Brendan Reichs was born and raised in Charlotte, North Carolina. He graduated from Wake Forest University in 2000 and The George Washington University School of Law in 2006. After three long years working as a litigation attorney, he abandoned the trade to write full time. He is the author of the New York Times bestseller Nemesis, and co-author of the Virals series, written with Kathy Reichs. Brendan lives in Charlotte with his wife, son, daughter, and a herd of animals that tear up everything.

You can find out more about Brendan at

Nemesis was published by Penguin/Putnam March 21, 2017.







Topics: young adult, Putnam, Penguin, 2017 release, Brendan Reichs, Penguin/Putnam

Patrick Downes and TEN MILES ONE WAY

Posted by Adi Rule on Wed, Apr 12, 2017 @ 09:04 AM

Today, we have miles of hoorays for Patrick Downes and Ten Miles One Way, out now from Philomel/Penguin!


Nest and Q walk through the city. Nest speaks and Q listens. Mile by mile, Nest tells Q about her life, her family, her past . . . and her Chimaera, the beast that preys on her mind and causes her to lose herself. Q knows only that his love for Nest runs deeper than the demon that plagues her thoughts, that he loves her in spite of—or perhaps because of—the personal battle she fights every day.

Welcome, Patrick! So, tell us . . .

What was the spark that ignited this book?

I’m not sure there was any one idea. I’m a walker, a city kid originally, and I’ve known more than one person who walks when their mind is all fire. The city in this book is imaginary, the characters, too, but the feelings are true.

What’s your writing superpower?

Wow. I wish I had a superpower. Is there a mutant with an uncanny ability to understand the marketplace?

Ha! Wouldn't that be nice? :) Tell us about your writing community.

Some people write and think entirely or mostly alone, without much camaraderie. Some writers don’t talk much about their work or what they fear, loathe, love, avoid, or take on. What’s wonderful about VCFA is the promise of community and mutual support, if and when a writer needs it. I’m one who doesn’t think to go to others with my work, my rough ideas and drafts, my untested ideas, or even for an encouraging chat. Maybe it’s shyness. Maybe it’s process. Maybe it’s extreme introversion. Maybe it’s something even more mundane. One thing is certain, though, which is that even the most solitary writer may just need, one day, someone to talk to, to sit down with, if only to say, “This is hard, right?”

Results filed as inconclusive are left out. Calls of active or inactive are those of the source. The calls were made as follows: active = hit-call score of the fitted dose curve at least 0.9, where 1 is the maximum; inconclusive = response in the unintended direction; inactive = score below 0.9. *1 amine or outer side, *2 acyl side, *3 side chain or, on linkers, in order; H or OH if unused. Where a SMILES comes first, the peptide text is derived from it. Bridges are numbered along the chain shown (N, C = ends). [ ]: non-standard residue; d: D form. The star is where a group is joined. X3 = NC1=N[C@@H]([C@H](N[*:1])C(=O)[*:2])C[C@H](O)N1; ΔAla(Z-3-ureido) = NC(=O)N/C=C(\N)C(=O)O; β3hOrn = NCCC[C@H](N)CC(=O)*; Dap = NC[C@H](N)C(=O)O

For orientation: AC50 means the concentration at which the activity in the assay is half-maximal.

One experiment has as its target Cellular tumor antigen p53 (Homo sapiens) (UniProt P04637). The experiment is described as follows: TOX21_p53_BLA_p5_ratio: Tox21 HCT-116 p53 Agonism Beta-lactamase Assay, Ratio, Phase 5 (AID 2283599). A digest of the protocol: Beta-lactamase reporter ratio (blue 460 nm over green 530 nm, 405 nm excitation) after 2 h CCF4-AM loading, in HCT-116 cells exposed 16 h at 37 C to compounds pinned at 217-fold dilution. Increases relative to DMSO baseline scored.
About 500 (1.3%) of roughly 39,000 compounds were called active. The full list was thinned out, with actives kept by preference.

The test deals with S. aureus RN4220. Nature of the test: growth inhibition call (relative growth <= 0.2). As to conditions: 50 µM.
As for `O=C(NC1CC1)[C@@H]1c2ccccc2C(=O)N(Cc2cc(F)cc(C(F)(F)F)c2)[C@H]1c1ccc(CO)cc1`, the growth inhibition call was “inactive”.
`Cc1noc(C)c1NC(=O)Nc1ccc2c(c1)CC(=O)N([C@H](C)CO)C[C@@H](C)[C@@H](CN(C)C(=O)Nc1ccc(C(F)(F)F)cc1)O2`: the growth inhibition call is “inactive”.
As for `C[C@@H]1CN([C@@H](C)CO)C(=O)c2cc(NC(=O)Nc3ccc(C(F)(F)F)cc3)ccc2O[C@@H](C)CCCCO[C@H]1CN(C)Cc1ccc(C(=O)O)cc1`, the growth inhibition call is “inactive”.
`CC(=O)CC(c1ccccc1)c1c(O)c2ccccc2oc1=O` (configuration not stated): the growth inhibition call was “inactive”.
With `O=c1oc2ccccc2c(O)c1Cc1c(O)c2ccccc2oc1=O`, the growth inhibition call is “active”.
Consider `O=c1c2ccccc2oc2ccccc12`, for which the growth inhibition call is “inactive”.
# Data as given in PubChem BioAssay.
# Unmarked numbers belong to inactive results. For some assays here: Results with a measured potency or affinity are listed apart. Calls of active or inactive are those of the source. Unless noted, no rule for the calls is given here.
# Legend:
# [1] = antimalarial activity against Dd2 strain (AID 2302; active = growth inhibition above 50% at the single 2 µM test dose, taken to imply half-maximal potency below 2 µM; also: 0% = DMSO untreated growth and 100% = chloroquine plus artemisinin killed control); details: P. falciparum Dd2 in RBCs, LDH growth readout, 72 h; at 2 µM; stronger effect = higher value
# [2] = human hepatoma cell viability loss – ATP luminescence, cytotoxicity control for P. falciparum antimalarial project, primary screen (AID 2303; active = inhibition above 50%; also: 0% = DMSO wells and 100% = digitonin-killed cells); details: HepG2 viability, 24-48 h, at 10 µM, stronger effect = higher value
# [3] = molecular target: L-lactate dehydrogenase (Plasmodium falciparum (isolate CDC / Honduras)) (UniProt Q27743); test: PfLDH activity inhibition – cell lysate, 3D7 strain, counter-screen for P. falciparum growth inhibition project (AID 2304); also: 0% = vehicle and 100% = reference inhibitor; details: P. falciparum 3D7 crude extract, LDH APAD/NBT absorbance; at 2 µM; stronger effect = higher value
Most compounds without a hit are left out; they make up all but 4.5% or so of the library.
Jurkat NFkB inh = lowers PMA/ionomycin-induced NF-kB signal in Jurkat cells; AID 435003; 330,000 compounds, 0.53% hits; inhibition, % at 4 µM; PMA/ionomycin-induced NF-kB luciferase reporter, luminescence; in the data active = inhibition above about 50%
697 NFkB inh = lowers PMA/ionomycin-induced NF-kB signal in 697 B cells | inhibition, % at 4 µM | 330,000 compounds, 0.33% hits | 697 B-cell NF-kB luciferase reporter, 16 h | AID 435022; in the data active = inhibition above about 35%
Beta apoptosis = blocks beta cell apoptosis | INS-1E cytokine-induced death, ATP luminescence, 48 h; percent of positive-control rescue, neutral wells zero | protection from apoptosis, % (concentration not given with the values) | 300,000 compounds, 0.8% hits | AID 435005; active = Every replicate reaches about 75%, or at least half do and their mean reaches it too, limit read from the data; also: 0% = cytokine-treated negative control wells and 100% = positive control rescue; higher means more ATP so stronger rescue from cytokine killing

Agreed. What unusual swag do you wish you could make for this book?

A pair of sensible walking shoes, with good arch support, plenty of room for the toes, and a sturdy sole, or a model of the Millennium Falcon in a bottle.

Who were your advisors at VCFA?

My advisors for my mere two semesters in the WCYA program—I split my degree with the Other Program—were Alan Cumyn and Julie Larios. Lucky, lucky, lucky me.

What advice would you give to an incoming student?

Try to write everything, long and short fiction, poetry, picture books, YA, MG, early readers, everything. And leave all your notions of what you imagine you are as a writer at the door. Let yourself grow without worrying over what exactly you’re supposed to grow into.

How did attending VCFA affect your writing life?

Somehow, I became a writer for younger readers. I had a quiet hope inside me to find a way someday to write picture books and YA novels—I find the middle grade work elusive—but I never imagined I would publish there first. Go figure. VCFA-WCYA gave me a career I never imagined.

Thanks so much for chatting, Patrick. Welcome home, Ten Miles One Way!

Patrick was born and raised in NYC, but splits his now time between the U.S. and Canada. Ten Miles One Way is his second YA novel. He’s also the author of the picture book, Come Home, Angus (Scholastic).

To learn more about VCFA's other programs, visit

Topics: young adult, Philomel/Penguin, Philomel, Penguin, Patrick Downes, 2017 release


Posted by Lisa Doan on Tue, Apr 04, 2017 @ 11:04 AM

Congratulations to Marianna Baer on her latest release, The Inconceivable Life of Quinn, published by Amulet/Abrams Books and launching april 4th. Marianna is a member of the '08 Cliffhangers and a resident of Brooklyn (the most unoriginal place for someone in children's publishing to live!) Her first book, FROST, was published by Balzer & Bray/HarperCollins in 2011. When not writing, she edits and develops novels for the YA and adult markets.